There is no doubt that our sexual behavior is controlled by our brain. The brains of males and females are different and work differently when it comes to sex. But what exactly determines the difference in sexual behavior and traits between the genders?
Sigmund Freud believed that sex drive is the most powerful motivating force in our lives. Freud theorized that procreation of the species is an overriding priority for any organism. Human beings are driven to higher levels of growth and development due to sensual and sexual development. But where does our sex drive, which is such a powerful motivator of behavior, actually come from?
Sexual drive and desire is the result of an orchestration between our sensory systems (vision, hearing, taste, smell, and touch), the endocrine/hormonal system, and the autonomic nervous system, which is divided into two branches. The sympathetic system increases our physiological activity in response to an emergency and the parasympathetic system restores our physiological activity to normal level after an emergency has passed. Executive decision making processes are regulated by the right frontal lobe, the part of the brain behind the right side of the forehead.
Sex in regions of the brain
Sexual behavior is regulated in various part of the brain, including the hypothalamus. This structure is in our emotional control center which also regulates hunger, appetite, thirst, and body temperature. Basically, the hypothalamus is responsible for the short-term and long-term survival of our bodies, and thus the viability of the species. Without food or water, or without the ability to regulate our body temperature, we would not survive long. Without sex, there would be no procreation of our species. This area of the brain is associated with sexual desire.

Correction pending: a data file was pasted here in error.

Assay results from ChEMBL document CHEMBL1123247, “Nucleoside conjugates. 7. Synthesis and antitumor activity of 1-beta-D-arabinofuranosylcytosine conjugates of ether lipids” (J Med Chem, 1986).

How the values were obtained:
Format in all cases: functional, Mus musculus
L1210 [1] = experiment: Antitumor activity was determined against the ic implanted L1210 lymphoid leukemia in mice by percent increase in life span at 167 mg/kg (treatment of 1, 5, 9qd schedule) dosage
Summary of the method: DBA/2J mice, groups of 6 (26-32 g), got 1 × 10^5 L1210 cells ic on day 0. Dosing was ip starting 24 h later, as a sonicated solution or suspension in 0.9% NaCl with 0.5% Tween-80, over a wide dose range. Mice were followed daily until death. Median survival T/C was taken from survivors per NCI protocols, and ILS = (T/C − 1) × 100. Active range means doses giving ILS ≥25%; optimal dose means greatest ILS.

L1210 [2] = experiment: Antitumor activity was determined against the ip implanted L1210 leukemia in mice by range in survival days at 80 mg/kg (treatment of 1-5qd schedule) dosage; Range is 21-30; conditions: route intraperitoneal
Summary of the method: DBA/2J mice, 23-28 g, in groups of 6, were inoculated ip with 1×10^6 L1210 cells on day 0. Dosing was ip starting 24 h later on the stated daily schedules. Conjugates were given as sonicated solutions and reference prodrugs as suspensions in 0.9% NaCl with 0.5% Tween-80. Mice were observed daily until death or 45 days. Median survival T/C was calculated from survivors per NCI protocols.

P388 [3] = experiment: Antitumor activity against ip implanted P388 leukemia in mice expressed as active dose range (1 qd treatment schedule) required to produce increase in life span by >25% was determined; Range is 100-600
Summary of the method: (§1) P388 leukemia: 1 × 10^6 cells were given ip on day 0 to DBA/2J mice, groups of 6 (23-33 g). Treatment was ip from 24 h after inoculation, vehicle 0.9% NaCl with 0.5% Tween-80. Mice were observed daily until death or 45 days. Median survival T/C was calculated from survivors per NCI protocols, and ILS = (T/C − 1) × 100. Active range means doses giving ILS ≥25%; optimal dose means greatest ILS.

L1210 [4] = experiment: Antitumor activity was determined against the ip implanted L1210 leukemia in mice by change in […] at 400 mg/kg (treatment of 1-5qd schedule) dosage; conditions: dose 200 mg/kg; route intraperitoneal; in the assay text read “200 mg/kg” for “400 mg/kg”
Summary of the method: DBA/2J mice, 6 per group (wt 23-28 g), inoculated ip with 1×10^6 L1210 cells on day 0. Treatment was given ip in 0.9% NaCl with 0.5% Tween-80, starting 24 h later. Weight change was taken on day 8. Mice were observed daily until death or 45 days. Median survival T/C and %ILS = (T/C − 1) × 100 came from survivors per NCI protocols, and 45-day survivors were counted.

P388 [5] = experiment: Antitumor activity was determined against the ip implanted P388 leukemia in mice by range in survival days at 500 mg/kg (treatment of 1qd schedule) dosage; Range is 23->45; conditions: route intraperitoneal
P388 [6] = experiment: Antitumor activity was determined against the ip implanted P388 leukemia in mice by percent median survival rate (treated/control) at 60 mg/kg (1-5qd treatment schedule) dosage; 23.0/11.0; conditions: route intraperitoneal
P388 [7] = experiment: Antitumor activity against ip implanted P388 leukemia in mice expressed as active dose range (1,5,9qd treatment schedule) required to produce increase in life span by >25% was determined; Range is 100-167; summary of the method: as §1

The amygdala is near the hypothalamus, and is responsible for alerting us to changes in our environment detected by our senses. This part of the brain is also associated with sexual arousal. During sexual arousal, our bodies show the same signs as they would in a life-threatening emergency: muscle tension, increased heart rate, blood pressure, and respiration, perspiring, pupillary dilation, and tunnel vision.
The nucleus accumbens is the pleasure center of the brain. Anything that is pleasurable will activate the nucleus accumbens. Dopamine, a neurochemical messenger associated with pleasure, reward, and reinforcement, flows into this area, and gives this message: that was fun/ felt good/tasted good/smelled good, don’t forget, do it again. A similar mechanism has been found even in organisms as simple as nematodes, which will choose food over sex, and demonstrate the ability to remember past sexual encounters.
An individual can be sexually aroused by a variety of sensory input, such as seeing a beautiful member of opposite sex, the taste of their lover’s skin, the sound of their lover’s voice, a light touch, the smell of perfume, or experiencing these stimuli in one’s own imagination.
The sexual response cycle
The sexual response cycle is divided into four phases which correspond to various neurological processes: